Lightning sirens could cost football team

Most teams in the country have to worry about cold weather and snow disrupting practices during their college football seasons. The Miami Hurricanes however, have to deal with a completely different type of weather: South Florida in the summertime.

The lightning detection system that was installed at the Greentree practice facility has caused havoc for both players and coaches in recent weeks. The system, which can be heard on campus as well, lets a siren go when it senses that lightning is in the area. But in South Florida, there seems to always be lightning in the area this time of year.

When afternoon thunderstorms form nearby, they prevent players from getting outside and having practices the team desperately needs before game day. Last week, the Hurricanes missed practice on Tuesday and Thursday because the detection alarm went off. That does not include the practice cancelled on Aug. 26 because of Katrina.

When this happens, the team is forced inside to go over mental aspects of the game, have meetings and workout in the gym. There is only so much mental work that can be done before a game. Getting out on the field is extremely important, and to be honest, could hurt the team.

I was out at practice on the days that were cancelled; it didn’t even rain. Yes, there were dark clouds forming around the field, but there was no immediate danger. If we fast forward a few weeks and set up the same scenario, but at the Orange Bowl, facing Colorado, the teams would have kept playing.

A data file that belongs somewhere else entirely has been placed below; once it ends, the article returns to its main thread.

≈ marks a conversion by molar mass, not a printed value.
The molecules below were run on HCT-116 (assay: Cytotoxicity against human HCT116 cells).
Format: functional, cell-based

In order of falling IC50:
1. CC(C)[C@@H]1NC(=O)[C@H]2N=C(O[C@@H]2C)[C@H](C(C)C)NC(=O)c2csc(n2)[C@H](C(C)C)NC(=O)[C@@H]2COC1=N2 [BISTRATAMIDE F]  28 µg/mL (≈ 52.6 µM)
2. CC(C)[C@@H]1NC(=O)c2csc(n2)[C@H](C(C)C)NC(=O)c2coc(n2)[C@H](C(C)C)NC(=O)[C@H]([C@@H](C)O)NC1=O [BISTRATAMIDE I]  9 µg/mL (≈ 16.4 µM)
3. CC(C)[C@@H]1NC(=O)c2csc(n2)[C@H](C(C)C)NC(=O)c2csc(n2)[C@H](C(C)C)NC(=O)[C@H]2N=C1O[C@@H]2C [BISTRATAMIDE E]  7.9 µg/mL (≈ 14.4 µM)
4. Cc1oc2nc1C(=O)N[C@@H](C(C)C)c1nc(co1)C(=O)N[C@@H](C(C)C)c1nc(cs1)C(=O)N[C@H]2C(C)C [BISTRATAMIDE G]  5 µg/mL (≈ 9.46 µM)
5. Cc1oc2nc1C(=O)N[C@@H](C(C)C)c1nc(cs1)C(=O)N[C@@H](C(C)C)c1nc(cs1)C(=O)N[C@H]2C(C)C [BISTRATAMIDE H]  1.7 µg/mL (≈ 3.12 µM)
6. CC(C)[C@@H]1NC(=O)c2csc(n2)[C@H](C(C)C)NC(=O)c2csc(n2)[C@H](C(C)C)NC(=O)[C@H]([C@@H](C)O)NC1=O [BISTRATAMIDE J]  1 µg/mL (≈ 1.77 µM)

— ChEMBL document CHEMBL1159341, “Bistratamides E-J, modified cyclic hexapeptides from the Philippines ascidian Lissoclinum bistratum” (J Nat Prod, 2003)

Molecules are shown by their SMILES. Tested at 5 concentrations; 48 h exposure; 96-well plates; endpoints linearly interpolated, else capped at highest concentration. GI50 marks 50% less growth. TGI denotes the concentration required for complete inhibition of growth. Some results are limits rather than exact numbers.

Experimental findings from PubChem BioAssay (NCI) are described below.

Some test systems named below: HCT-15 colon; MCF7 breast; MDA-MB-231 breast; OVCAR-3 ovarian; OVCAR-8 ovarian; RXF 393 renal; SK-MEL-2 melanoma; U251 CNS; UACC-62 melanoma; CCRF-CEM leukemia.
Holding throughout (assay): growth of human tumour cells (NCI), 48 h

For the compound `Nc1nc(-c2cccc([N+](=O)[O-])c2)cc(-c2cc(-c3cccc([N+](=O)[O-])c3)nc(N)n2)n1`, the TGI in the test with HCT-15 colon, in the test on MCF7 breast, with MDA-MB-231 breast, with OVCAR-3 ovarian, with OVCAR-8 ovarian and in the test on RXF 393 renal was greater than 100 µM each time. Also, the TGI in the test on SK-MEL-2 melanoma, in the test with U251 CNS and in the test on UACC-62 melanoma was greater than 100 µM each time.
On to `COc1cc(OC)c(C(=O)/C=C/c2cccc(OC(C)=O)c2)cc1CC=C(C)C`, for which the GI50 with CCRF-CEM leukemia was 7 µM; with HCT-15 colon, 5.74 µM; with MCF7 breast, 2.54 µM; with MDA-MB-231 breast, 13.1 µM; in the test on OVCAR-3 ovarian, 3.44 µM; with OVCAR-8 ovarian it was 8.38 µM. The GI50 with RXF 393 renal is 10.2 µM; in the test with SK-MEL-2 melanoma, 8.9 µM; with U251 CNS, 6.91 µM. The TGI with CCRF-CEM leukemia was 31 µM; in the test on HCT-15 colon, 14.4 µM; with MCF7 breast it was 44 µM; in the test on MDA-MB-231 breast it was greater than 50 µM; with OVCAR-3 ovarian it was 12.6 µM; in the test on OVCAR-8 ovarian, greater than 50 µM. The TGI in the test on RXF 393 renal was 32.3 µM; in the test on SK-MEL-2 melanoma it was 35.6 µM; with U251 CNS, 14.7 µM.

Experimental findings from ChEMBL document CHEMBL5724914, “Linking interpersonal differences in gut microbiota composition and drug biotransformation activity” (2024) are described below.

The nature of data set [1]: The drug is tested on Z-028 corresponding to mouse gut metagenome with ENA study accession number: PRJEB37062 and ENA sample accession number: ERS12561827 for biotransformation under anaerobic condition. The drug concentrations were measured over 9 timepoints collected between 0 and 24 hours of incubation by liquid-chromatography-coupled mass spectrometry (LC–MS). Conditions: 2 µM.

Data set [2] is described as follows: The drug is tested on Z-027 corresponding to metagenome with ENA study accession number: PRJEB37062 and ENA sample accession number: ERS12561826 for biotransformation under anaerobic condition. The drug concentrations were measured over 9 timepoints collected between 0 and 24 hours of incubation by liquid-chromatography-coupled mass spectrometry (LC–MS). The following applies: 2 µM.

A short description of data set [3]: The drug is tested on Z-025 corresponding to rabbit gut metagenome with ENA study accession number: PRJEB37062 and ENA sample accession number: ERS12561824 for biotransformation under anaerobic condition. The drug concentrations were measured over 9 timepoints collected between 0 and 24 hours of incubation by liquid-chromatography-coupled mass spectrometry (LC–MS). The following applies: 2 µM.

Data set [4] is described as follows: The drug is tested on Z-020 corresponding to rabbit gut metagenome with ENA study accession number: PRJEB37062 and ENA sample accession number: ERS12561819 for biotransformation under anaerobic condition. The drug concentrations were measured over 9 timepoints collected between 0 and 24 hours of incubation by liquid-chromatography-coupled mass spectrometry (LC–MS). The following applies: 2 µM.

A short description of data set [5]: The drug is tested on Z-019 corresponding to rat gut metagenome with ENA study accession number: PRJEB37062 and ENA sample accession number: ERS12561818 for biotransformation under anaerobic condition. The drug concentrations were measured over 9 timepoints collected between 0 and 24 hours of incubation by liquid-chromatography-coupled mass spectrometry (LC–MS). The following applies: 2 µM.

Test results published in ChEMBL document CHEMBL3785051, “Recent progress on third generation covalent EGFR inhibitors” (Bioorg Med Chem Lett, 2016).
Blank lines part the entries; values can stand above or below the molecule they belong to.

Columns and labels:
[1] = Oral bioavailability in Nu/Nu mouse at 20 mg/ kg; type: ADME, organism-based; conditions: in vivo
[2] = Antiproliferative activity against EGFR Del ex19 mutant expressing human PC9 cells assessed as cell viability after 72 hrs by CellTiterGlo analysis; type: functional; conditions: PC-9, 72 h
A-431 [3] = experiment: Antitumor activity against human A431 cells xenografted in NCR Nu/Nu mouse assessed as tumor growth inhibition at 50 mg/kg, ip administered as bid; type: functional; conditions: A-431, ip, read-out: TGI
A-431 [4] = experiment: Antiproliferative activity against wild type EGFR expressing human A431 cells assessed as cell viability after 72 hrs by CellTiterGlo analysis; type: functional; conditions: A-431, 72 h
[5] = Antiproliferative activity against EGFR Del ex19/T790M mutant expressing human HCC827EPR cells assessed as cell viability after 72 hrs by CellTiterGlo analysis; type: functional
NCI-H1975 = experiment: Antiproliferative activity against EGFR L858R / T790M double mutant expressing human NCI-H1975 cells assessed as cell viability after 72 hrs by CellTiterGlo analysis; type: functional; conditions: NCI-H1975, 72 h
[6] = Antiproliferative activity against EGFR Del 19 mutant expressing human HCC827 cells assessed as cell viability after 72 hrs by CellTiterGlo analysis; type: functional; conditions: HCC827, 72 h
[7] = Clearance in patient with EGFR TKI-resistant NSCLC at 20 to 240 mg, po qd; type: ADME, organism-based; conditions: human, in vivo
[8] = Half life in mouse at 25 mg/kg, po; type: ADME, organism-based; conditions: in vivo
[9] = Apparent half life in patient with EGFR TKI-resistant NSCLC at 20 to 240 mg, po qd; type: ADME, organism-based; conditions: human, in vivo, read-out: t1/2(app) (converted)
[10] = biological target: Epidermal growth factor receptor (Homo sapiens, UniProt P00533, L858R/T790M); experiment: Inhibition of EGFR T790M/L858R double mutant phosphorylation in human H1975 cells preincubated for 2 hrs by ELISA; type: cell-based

I am all for keeping the players safe, but there comes a point where things start to get ridiculous. There was bright blue sky over the fields; I was even getting a tan watching the beginning of practice, when once again we all heard that dreaded sound of the lightning siren going off.

It is one thing for the coaches to be frustrated with not getting out and doing the things they want to do everyday, especially when it comes to game week. Each practice missed is a huge deal because of how much is accomplished everyday. By the end of last week, the players were starting to get frustrated as well, which for me, is indeed a bit scary.

UM teams lived without the system every other year that there’s been football at this school. Sometimes technology can be too good. Detecting lightning within a three-mile radius from the field in the summertime just doesn’t cut it. Something needs to be done so our football team can get the practice in that it needs.

Some have suggested building the team a bubble to practice in, like the ones seen at many Big 10 schools. But I have a much cheaper and easier solution than that. Climb up to the roof and take down that detection system. Then everything will be okay.

The Hurricane went to press Sunday before the UM-FSU game.

Douglas Kroll can be reached at